A photographer, writer, multimedia producer and teacher based in Cape Town, South Africa. A master’s degree in Photojournalism at the University of Montana in the United States introduced her to digital storytelling. Her love of photography crystallised when she saw the ethereal world of wild Namaqualand flowers through a macro lens. She discovered that looking through a lens truly transformed the way she saw things. Since then, Alexia has photographed religious festivals in Mexico, the eccentricities of a small, western Montana town, the campaign trails of U.S. presidential hopefuls, the journey of Vangethongo, a white South African woman into the world of traditional African healing, and the life of Tibetan refugee Buddhist nuns in India. And most recently, she has turned her lens to lichen.
Alexia has run photography workshops for The Stars of Tomorrow Education Trust (Cape Town, S.A.), Summer Arts and Leadership Camp (Montana, U.S.A.) and Cameraland (Cape Town, S.A.). She produced a number of video and photography projects for Uthando, a Non Profit and Fair Trade in Tourism accredited company in Cape Town and worked at the Howard Greenberg Gallery in New York and the Everard Read Gallery in Cape Town. Her first solo museum exhibition was in 2009 at the Missoula Art Museum in Missoula, Montana. Alexia’s photographs and articles have been published in local and international publications.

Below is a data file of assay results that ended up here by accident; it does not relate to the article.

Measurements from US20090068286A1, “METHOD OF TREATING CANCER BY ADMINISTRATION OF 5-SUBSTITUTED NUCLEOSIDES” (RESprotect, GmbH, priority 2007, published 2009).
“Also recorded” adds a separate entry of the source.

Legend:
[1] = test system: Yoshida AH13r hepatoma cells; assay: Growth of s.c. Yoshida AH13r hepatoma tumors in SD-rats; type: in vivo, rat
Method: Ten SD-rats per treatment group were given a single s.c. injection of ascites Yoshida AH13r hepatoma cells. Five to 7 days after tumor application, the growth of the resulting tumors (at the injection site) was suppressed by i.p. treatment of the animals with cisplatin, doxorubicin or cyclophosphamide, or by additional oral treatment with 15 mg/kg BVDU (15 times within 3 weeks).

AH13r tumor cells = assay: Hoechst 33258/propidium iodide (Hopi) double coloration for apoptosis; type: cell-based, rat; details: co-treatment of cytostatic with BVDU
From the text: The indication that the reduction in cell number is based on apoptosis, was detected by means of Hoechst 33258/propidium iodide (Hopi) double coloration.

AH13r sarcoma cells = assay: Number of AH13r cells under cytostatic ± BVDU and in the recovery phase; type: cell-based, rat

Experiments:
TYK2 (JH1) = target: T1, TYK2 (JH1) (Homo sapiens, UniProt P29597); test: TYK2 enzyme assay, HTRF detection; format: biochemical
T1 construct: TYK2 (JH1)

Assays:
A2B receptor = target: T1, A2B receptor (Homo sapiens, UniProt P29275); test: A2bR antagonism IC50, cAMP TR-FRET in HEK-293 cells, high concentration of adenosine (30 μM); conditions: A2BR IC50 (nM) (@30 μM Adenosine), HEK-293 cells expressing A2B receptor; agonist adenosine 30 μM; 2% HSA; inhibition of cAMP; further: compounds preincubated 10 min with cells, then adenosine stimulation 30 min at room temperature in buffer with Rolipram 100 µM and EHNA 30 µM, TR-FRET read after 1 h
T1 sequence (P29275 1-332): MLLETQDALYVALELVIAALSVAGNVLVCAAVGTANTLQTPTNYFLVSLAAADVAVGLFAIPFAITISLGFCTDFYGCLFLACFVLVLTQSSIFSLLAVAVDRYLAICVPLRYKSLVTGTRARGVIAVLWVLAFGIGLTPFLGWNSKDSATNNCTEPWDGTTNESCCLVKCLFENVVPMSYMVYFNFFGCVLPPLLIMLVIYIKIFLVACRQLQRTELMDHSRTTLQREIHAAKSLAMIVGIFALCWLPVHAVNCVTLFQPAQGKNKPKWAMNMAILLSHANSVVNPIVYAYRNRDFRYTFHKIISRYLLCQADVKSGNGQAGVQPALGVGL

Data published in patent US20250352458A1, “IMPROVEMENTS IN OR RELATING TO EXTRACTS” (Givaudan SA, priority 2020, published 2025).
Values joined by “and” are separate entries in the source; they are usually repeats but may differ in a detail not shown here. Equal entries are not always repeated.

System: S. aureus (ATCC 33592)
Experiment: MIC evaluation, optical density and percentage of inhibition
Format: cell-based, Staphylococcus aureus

Artist Statement: LICHEN
Hiking in nature and photography bring Alexia much joy. Photographing lichens makes her feel especially joyful. Once she started noticing lichens, she realized that they are abundant and can be found in the most unlikely places. Alexia is fascinted by the variety of lichens. Once you start observing them, she says, you will see them everywhere.
Lichens are symbiotic communities of vastly different organisms that have evolved intimately together for billions of years. The fungus provides shelter, water and nutrients. The algae provides energy in the form of sugar from photosynthesis. Just recently, scientists discovered that most lichens have a third organism – a yeast – also living in symbiosis. Many of the 20,000 known species of lichen are miniature self-contained ecosystems.
From a photographer’s point of view, Alexia feels that the biology, colours and textures of lichens express the creative beauty of nature, life and love. Lichens cannot exist independently and flourish where the air is clean. At this critical juncture in the survival of the earth and its resources, Alexia believes it is essential to experience and document as much natural beauty as possible.
The photographs witness and celebrate these minute yet immensely significant and symbolic organisms.